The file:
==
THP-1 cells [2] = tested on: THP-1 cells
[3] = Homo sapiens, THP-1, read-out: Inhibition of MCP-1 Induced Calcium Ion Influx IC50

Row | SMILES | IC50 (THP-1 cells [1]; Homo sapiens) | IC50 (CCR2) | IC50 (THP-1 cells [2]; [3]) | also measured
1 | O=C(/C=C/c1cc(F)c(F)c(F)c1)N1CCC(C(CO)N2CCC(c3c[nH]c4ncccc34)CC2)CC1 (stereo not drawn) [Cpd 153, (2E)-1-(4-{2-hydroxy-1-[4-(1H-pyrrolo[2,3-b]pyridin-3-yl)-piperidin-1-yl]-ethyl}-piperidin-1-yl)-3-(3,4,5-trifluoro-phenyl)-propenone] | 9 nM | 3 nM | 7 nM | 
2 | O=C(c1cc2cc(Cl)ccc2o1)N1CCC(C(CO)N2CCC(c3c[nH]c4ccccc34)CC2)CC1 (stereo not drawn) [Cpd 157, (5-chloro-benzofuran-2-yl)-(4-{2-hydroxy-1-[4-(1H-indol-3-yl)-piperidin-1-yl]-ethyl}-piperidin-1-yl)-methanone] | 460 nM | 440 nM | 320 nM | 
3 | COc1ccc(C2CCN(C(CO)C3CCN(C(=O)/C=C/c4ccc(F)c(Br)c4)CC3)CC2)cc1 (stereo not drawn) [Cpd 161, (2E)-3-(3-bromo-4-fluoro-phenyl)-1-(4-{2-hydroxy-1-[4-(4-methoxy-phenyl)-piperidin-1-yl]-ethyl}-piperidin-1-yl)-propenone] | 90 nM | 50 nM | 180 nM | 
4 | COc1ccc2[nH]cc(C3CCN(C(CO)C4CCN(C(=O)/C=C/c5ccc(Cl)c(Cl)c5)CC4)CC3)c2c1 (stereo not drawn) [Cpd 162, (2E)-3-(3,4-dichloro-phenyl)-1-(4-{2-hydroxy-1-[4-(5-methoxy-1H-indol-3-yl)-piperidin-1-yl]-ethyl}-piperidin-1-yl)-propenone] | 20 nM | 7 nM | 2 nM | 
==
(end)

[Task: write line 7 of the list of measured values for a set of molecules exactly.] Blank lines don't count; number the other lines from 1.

4 | COc1ccc2[nH]cc(C3CCN(C(CO)C4CCN(C(=O)/C=C/c5ccc(Cl)c(Cl)c5)CC4)CC3)c2c1 (stereo not drawn) [Cpd 162, (2E)-3-(3,4-dichloro-phenyl)-1-(4-{2-hydroxy-1-[4-(5-methoxy-1H-indol-3-yl)-piperidin-1-yl]-ethyl}-piperidin-1-yl)-propenone] | 20 nM | 7 nM | 2 nM | 